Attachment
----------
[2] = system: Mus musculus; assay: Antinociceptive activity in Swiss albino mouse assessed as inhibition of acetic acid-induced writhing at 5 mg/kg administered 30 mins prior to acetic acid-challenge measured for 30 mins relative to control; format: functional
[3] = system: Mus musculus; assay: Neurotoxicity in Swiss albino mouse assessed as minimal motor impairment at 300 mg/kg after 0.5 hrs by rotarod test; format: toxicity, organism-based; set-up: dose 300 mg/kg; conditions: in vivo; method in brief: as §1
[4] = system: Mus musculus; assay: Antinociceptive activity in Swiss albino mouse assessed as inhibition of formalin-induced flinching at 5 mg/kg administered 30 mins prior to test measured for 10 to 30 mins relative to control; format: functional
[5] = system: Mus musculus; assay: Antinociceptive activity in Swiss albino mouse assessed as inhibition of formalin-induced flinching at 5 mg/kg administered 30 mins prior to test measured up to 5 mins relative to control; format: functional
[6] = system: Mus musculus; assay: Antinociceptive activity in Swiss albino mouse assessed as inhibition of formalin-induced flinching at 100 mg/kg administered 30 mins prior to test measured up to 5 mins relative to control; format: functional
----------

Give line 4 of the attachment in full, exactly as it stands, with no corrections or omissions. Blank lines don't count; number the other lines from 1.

[5] = system: Mus musculus; assay: Antinociceptive activity in Swiss albino mouse assessed as inhibition of formalin-induced flinching at 5 mg/kg administered 30 mins prior to test measured up to 5 mins relative to control; format: functional